To those with holiness tradition sensibilities (i.e., most Wesleyan and American Holiness traditions) this may come as a surprise. At least it did for me, but Ellingsen was a trusty guide through those Augustinian/Lutheran forests.  Historically, Augustine won the debate on defining sin, but in these traditions Pelagius has really taken center stage. Even the late Dr. Bill Greathouse (a renowned theologian and leader in the Church of the Nazarene) quipped after a General Assembly to a colleague, as he was laughing, “we’re all just a bunch of Pelagians,” and this comment after a debate on the floor following how the denomination was to define sin in its articles of faith.

Ellingson is trying to free us from that moral certitude, or overly humanistic perspective, that is touted by folks like Purpose Driven Life author Rick Warren or the similarly related prosperity preacher Joel Osteen (that which is the result of misapplying historical figures such as Jacob Arminius, John Wesley or even the Apostle Paul for that matter).

These authors, along with strong currents of American ideology, promote a “do it yourself” Christianity that seems to equate purpose with a focus upon the self (even though they profess such is not the case). Jesus is to be followed because he enables you to be a better you…though I don’t recall reading this in the Gospels. I digress. Warren, Osteen and their entourage, equate ones success with ones efforts…efforts that can overcome our humanity and align ourselves with God’s “purpose” which somehow also looks like the vision of the world offered via the American Dream.

This is good, and commendable to a degree, but the problem arises when the “steps” are followed and the “purpose” discovered…and we continue to look more American in our materiality and philosophies and less Christian all the while. It’s hard to be prophetic when you’re not really being prophetic…go figure.

In other words, the vision offered in the Purpose Driven model is one that looks like a success story within the American Dream.  The only thing that makes it different is that it is peppered with Jesus…not to mention all this talk of purpose is still talk directed upon ourselves, for ourselves.

The goal becomes the self and its actualization. Christianity and Jesus are just the vehicles by which we actualize ourselves. This doesn’t really sound a whole lot like the words of one who said, “unless you pick up your cross and follow me.”

And this is where “Brave Sinning” takes center stage.

Ellingsen is writing from a Reformed theological perspective, Lutheran to be exact, and he is following Luther’s Augustinian theology of concupiscent desire to discuss sin as not only those things that people do by omission or commission, but all our activities by which our self is the goal, the end, of the action.

And not only are our actions selfish, but even the act of faith and religious expression since being religious (having faith) is something we do for the self…as something that is self-ish…self-centered…so to it is sin. Even reading this review, or stopping to read this review, is an act of self-decision for self-benefit…and hence marred in the sin of selfishness.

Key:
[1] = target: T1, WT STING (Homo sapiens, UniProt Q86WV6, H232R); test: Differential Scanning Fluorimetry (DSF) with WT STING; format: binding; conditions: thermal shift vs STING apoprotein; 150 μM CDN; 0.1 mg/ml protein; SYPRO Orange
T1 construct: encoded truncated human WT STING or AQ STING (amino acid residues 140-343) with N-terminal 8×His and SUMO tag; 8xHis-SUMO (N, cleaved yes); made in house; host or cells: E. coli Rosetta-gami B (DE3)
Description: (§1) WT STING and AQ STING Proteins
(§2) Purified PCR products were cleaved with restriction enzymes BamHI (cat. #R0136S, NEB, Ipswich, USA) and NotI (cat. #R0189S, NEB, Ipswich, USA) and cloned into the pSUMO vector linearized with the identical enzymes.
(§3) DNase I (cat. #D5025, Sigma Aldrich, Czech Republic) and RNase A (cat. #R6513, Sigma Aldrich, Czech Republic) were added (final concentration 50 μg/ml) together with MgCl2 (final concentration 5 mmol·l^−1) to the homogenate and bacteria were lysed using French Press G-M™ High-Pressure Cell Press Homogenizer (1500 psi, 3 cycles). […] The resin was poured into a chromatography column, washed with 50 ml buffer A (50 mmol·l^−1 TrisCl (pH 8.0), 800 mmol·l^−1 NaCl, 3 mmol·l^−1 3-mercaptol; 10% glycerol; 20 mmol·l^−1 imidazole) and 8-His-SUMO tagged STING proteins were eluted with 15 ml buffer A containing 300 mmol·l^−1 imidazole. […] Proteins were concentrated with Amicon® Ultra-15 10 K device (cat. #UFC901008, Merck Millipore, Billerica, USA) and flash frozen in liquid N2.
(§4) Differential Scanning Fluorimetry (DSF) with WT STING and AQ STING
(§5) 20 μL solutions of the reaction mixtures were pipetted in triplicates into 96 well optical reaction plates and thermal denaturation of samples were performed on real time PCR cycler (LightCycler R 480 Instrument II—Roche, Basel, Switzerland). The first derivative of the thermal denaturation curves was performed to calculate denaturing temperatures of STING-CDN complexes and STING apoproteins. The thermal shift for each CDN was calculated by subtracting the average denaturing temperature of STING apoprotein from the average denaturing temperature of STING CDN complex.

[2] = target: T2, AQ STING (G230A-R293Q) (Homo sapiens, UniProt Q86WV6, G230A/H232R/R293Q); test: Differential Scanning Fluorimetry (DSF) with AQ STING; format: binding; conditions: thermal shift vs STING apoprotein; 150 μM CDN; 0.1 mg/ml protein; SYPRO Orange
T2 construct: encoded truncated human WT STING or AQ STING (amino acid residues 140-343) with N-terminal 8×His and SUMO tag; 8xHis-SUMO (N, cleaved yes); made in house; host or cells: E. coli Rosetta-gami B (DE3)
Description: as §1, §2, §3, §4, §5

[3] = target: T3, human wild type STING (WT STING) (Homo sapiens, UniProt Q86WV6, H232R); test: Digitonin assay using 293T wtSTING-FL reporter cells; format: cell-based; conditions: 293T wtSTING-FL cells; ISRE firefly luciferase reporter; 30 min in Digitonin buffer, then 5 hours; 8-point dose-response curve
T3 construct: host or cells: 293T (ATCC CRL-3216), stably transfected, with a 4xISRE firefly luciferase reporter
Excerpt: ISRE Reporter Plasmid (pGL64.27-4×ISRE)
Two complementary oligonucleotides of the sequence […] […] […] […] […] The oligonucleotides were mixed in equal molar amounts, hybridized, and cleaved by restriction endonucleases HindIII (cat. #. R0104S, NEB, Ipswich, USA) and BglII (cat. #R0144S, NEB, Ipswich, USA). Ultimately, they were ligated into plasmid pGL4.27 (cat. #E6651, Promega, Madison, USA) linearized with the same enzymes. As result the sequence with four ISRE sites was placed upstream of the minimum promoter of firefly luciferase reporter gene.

This is what Luther and Augustine mean by those bound by sin, Luther’s idea of being simultaneously sinner and justified. It is not an idea hatched in Calvinist Hell as some would observe; it is, rather, the idea that at any point wherein the self is the driving force of the action the action is sinful.

Thus, sin is ever present because our egos always play a role in our decisions. We cannot escape our condition…or as the writer of Ecclesiastes is apt to note, “there is not one righteous, no not one.” Whether it be helping someone pray, writing a sermon, giving to the poor, asking God for forgiveness, mowing our yard, being kind to our spouses, being an awesome teacher to students etc., etc., all these actions have benefits for the self and were the self not benefited in some way than most of us would not do them.

This is what separates us from Christ:  Christ partook in action for the gain of nothing…as humans we do not know how to do that.

Even the act of confession is a sinful act whereby we are confessing our sins to save our “souls” from hell…and in the holiness traditions that speak of sanctification the goal is really a negation of the self in order to find the “real” spiritual self.  Hence even this pious theological idea of purity is still an act of spiritual actualization that is not selfless…in fact it is totally centered on the self.

And that is a profound theological trick: to convince people we are not interested in the self only to really preach a gospel that makes us better selves, feeling better about ourselves and creating a path whereby the self we hate becomes the self we can love.

Thus, Elingsen writes to inform us that once we realize we are all sinners to the core, selfish ego-centric beings, we can then be free to sin bravely.

We can bravely help the poor, preach the Gospel, petition for peace, give to others, bury the dead,  marry the happy,  help a child with their homework., etc., because we know that we do these things as people who are not pure in our intentions but who do them as sinners and do them so that God can turn our actions into something greater than our motives, no matter how pure we think them to be.

sinboldy